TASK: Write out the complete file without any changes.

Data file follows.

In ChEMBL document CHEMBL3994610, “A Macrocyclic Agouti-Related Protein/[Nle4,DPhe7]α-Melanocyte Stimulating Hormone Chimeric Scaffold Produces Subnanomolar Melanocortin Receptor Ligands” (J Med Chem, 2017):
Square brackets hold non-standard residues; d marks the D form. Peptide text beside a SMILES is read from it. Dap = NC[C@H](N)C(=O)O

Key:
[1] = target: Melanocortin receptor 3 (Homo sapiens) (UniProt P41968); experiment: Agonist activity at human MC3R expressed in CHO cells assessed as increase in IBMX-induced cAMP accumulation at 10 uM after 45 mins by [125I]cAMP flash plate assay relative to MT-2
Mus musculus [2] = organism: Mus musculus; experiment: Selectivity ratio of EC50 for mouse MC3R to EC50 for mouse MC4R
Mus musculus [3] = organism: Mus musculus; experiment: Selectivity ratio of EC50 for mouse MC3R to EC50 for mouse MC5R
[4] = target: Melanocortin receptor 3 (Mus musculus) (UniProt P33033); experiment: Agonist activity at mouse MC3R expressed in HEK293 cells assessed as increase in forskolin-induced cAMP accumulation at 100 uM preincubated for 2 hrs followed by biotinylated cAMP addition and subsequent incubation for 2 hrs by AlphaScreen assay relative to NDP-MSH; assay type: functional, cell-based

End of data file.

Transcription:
In ChEMBL document CHEMBL3994610, “A Macrocyclic Agouti-Related Protein/[Nle4,DPhe7]α-Melanocyte Stimulating Hormone Chimeric Scaffold Produces Subnanomolar Melanocortin Receptor Ligands” (J Med Chem, 2017):
Square brackets hold non-standard residues; d marks the D form. Peptide text beside a SMILES is read from it. Dap = NC[C@H](N)C(=O)O

Key:
[1] = target: Melanocortin receptor 3 (Homo sapiens) (UniProt P41968); experiment: Agonist activity at human MC3R expressed in CHO cells assessed as increase in IBMX-induced cAMP accumulation at 10 uM after 45 mins by [125I]cAMP flash plate assay relative to MT-2
Mus musculus [2] = organism: Mus musculus; experiment: Selectivity ratio of EC50 for mouse MC3R to EC50 for mouse MC4R
Mus musculus [3] = organism: Mus musculus; experiment: Selectivity ratio of EC50 for mouse MC3R to EC50 for mouse MC5R
[4] = target: Melanocortin receptor 3 (Mus musculus) (UniProt P33033); experiment: Agonist activity at mouse MC3R expressed in HEK293 cells assessed as increase in forskolin-induced cAMP accumulation at 100 uM preincubated for 2 hrs followed by biotinylated cAMP addition and subsequent incubation for 2 hrs by AlphaScreen assay relative to NDP-MSH; assay type: functional, cell-based